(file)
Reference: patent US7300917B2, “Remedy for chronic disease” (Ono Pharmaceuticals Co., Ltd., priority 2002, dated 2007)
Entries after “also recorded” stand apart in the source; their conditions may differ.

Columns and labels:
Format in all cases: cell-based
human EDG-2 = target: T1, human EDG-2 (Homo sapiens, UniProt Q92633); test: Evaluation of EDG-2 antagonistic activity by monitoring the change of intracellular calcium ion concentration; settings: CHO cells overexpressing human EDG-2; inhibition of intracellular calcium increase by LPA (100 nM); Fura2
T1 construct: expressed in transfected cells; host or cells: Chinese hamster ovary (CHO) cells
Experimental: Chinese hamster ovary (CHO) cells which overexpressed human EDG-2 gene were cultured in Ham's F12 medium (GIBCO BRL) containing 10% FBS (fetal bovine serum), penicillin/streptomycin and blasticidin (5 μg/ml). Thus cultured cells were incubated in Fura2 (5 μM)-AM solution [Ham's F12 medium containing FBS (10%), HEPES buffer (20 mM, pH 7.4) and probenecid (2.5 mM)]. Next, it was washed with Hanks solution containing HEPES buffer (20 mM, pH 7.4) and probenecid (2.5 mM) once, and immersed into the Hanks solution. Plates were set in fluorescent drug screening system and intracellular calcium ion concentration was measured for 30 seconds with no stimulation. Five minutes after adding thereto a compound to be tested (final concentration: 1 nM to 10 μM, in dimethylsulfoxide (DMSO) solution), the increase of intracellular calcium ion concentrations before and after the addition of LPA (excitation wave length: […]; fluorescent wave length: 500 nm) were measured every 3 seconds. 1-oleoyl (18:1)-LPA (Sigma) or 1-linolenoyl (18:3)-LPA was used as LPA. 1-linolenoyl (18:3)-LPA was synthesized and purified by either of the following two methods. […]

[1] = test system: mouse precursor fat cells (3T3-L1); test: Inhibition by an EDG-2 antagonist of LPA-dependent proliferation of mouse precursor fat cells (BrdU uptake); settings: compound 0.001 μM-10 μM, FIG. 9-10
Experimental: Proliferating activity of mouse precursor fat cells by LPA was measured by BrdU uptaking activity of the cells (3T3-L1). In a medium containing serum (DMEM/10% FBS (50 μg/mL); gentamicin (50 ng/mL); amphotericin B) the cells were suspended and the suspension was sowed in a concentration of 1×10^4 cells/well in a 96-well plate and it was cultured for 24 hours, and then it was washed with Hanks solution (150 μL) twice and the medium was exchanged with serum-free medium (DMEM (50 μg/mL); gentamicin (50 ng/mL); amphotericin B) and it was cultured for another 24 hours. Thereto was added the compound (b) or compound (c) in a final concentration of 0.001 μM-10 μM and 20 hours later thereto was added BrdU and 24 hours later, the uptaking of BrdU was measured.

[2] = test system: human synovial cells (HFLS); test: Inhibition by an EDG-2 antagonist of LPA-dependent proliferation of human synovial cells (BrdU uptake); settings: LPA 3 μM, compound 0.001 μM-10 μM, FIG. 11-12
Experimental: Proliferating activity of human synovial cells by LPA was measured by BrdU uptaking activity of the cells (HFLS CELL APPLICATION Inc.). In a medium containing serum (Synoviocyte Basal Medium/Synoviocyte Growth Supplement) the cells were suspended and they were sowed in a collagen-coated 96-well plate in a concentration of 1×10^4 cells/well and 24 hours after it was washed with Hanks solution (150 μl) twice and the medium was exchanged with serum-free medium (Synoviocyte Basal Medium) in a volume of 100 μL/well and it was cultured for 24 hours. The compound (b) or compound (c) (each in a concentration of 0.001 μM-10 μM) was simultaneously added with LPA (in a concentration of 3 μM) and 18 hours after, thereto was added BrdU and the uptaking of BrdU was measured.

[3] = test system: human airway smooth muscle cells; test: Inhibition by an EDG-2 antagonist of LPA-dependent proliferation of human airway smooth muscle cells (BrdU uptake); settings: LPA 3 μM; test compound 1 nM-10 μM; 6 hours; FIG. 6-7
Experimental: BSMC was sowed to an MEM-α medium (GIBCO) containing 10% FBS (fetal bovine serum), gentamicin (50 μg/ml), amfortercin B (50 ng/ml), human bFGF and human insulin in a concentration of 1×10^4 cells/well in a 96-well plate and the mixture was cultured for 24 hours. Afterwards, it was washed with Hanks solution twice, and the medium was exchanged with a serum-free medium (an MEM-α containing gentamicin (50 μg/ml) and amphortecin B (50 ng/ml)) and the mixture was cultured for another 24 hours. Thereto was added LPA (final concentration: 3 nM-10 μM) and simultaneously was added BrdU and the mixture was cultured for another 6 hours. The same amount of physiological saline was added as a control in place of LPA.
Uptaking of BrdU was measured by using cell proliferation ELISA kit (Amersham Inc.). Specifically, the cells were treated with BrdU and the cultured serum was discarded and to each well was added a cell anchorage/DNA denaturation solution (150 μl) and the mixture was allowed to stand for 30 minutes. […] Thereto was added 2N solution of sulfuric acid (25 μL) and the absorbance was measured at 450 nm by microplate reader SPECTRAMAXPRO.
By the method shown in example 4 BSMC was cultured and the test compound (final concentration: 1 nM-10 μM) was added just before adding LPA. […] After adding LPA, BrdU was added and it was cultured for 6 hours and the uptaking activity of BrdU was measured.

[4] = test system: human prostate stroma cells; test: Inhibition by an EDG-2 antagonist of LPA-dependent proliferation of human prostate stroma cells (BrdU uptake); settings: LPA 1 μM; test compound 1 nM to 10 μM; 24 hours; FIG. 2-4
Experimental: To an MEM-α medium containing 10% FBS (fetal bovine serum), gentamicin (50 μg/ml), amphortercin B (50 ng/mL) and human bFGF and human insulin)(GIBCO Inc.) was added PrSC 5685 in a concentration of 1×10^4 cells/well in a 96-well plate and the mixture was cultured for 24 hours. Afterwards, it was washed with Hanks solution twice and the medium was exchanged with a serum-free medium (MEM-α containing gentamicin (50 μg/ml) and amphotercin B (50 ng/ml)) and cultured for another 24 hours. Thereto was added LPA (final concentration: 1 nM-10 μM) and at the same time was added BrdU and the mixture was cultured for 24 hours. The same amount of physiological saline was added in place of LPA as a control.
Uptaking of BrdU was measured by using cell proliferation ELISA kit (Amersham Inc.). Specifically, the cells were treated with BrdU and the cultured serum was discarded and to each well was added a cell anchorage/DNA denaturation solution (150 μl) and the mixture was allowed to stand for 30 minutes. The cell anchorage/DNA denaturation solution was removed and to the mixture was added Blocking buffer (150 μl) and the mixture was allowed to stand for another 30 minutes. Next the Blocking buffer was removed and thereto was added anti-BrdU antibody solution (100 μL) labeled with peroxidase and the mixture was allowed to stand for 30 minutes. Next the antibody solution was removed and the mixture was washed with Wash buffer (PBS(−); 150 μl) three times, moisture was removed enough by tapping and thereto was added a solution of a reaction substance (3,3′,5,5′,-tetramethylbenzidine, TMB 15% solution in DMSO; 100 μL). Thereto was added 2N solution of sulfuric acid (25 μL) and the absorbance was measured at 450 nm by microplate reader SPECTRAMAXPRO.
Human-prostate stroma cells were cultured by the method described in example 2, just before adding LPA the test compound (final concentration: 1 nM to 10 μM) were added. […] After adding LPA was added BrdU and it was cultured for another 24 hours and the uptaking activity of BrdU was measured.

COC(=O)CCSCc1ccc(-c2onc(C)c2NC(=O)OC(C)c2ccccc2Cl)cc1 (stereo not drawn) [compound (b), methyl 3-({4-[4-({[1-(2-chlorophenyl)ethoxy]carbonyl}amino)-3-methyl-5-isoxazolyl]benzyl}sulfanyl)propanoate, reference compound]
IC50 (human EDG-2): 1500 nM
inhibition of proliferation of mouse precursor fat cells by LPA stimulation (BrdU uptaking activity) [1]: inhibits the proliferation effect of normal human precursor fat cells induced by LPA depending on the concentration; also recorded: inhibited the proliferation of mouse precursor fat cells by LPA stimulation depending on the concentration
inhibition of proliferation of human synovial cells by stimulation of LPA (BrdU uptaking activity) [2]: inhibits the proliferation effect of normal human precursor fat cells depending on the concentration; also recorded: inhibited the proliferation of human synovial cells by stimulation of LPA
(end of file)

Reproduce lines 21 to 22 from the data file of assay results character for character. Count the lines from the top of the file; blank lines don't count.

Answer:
IC50 (human EDG-2): 1500 nM
inhibition of proliferation of mouse precursor fat cells by LPA stimulation (BrdU uptaking activity) [1]: inhibits the proliferation effect of normal human precursor fat cells induced by LPA depending on the concentration; also recorded: inhibited the proliferation of mouse precursor fat cells by LPA stimulation depending on the concentration